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Day 20 (Part 2) of the Pitch Wars Mentor Workshops with Lyndsay Ely

Friday, 17 September 2021  |  Posted by Erin Hardee

Welcome to the Pitch Wars Workshops with some of our amazing past and 2021 mentors. From a lottery drawing, we selected writers to receive a query and first page critique from one of our mentors. We’ll be posting some of the critiques leading up to the Pitch Wars submission window. Our hope is that these samples will help you in shining up your query and first page.

We appreciate our mentors for generously dedicating their time to do the critiques. If you have something encouraging to add, feel free to comment below. Please keep all comments tasteful. Our comments are set to moderate, and we will delete any inappropriate or hurtful ones before approving them.

Next up we have …

Lyndsay Ely

Lyndsay ElyLyndsay Ely is the author of GUNSLINGER GIRL, a YA genre-bent dystopian Western that published in 2018. She spent her teenage years wanting to be a comic book artist but, as it turned out, she couldn’t draw very well, so she began writing instead. She is a geek, a foodie, and has never met an antique shop or flea market she didn’t like. Boston is the place she currently calls home, though she wouldn’t mind giving Paris a try someday.

Website | Twitter | Instagram


Lyndsay’s critique . . .


Young Adult Historical


Dear Agent,

I am pleased to present TITLE, an upmarket YA historical novel based on the true story of the island of Tristan da Cunha. I believe you would be a good fit for my manuscript due to your interest in _____. [I like this opening, with the exception of the word “upmarket.” I can only speak for myself, but it comes off a little pretentious to me, which definitely impacts the rest of my read. Maybe “literary” instead?]

In 1961, 16-year-old Mick hates two things; rats, and living on the isolated island of Tristan. When a volcanic explosion forces his community to evacuate to England, Mick spirals into grief for the home he never valued. The trip by boat introduces him to toxic friendships, terrible alcohol, and a night that almost costs Mick his life. He starts school in England depressed—and desperate for anything meaningful. [This setup does a nice job of drawing the reader in. The only thing I might want is something more specific about who Mick is as a person before his life is uprooted. Did he have hobbies or plans? Was he dreaming of escaping the island? Doesn’t need a lot, maybe just one small detail worked in somehow.] 

School counsellor Mrs. Winters introduces Mick to a diverse group of other outsiders. Mick celebrates the Muslim holiday of Eid al-Fitr, goes to underground concerts, and supports a friend from homelessness after she comes out. When Mrs. Winters asks for their help to save her community centre from the City Council, he sees it as repaying her for a second chance at life in England.

But when Mick’s community discovers their island survived the volcanic explosion, Mick must choose between moving back to the old life he knows or staying in the new world he’s been fighting for. [There’s a nice story set up in these two paragraphs, but the end falls a little flat for me. Is there a way to tart this ending up a little, and make it sound a bit less like a “one or the other” choice? Are there bigger/more personal consequences or losses that can be hinted at?]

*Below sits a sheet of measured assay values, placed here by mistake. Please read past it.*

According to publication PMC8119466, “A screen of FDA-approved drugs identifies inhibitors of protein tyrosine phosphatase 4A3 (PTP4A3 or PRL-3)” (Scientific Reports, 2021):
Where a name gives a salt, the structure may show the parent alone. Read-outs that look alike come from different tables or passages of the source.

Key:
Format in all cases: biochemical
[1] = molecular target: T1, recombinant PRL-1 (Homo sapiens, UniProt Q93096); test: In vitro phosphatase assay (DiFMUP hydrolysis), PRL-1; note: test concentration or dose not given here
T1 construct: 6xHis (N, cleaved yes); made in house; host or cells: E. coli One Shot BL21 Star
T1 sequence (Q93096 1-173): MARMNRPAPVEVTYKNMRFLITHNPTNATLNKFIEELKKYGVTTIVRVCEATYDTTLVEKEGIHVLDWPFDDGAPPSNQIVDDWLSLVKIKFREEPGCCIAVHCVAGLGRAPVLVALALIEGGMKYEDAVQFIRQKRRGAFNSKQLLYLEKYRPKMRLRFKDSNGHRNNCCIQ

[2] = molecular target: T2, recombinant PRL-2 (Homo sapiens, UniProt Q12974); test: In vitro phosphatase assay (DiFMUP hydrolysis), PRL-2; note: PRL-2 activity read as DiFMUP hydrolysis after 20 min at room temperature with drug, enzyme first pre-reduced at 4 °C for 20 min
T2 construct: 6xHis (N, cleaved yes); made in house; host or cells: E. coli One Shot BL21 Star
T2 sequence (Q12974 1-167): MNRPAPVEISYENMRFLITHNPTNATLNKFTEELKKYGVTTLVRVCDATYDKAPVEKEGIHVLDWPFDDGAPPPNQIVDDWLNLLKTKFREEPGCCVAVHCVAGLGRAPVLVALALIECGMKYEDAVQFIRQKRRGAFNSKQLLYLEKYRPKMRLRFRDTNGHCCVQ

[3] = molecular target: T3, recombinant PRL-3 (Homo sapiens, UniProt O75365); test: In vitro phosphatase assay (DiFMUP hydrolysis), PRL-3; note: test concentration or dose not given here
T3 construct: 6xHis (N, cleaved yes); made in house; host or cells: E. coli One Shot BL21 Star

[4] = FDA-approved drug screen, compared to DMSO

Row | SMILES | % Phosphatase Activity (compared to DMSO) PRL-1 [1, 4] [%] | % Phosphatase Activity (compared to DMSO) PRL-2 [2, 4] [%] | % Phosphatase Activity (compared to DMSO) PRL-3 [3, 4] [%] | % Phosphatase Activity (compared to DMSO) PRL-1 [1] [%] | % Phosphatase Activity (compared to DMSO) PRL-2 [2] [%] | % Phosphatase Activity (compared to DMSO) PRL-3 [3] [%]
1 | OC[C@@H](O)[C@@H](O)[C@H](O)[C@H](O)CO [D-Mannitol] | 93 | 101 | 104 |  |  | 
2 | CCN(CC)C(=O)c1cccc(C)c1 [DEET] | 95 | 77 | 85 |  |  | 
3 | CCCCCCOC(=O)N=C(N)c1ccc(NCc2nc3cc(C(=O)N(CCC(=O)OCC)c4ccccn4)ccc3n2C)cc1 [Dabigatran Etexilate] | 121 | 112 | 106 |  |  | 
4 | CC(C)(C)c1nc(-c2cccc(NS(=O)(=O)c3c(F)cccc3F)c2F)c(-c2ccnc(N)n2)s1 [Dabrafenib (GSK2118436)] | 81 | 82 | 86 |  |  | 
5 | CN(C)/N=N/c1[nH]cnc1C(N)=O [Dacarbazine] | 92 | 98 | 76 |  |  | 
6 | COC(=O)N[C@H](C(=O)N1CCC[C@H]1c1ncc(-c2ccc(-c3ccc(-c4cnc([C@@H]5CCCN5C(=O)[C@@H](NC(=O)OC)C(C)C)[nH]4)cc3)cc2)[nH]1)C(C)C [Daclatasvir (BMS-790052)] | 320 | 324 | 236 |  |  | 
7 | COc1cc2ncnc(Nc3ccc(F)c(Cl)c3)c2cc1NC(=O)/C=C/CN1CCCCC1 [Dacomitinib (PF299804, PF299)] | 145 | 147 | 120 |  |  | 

Complete at 80,000 words, TITLE is a coming-of-age filled with the linguistic diversity and cultural school-struggles of PIGEON ENGLISH, while retelling a true event in the personal perspective of THE DIG. It explores privilege in immigration, which I experience as a first-generation Bosnian-American and Muslim. In my free time, I volunteer as co-editor for my university magazine Courier and a journalist for the cultural association “Linguists”. [A nice wrap-up, with good comps.]

Please see my first _____ pages below. I look forward to your reply.

[This reads to me like a pretty solid query, as is. A couple more small details would elevate it further, I think, but otherwise great job!]

First page:

The hearthquake come when I’m stackin’ flat rocks up, one by one, and throw me and my tower down to the dirt like I personally hoffended Gord or something. It ain’t nothing like the little shakes happenin’ all month. This one grab me right in the stomach, my rocks rainin’ down on me, leavin’ me dizzy and blinkin’ up at the grey sky.

My leg hurt. That’s the first thing I notice. I try to loosen my muscles and pain knife its way up my hankle. It’s throbbin’ hot and hangry. If I’ve messed it up, Mum might kill me. Blood and being hurt by rocks is better than Mum cluckin’ disappointment. 

My next thought ain’t no full thought—just a glimpse in my head, a realization as I look to the side. There’s some bush next to me, one of them stubbly dog bushes with red flowers come spring. The hooked fruit catch onto you’s and that’s it, you won’t never get rid of them. Bastards will be in your hair next birthday. But I ain’t thinkin’ about them. I’m thinkin’ how, right hunder the bush, there’s a glimpse of beady eyes.

Gord knows what could happen if I move now. It could jump at me, quick as hanything, chew me out before I scream. Rats are harmless, you’s say. If you’s can say that, never live on an hisland with them things. They chitter at night, paws and ears twitchin’ like mad. Eatin’ your food. Killin’ your crops.

[This is a strong opening, with both interesting action and a strong voice that draws me into the story. I don’t even have any comments on this—other than to say it makes me interested to read more!]


Thank you, Lyndsay, for the critique! We are showcasing three mentor critiques each day leading up to the Pitch Wars 2021 submission window, so make sure to read the other two critiques for today and come back tomorrow for more. 

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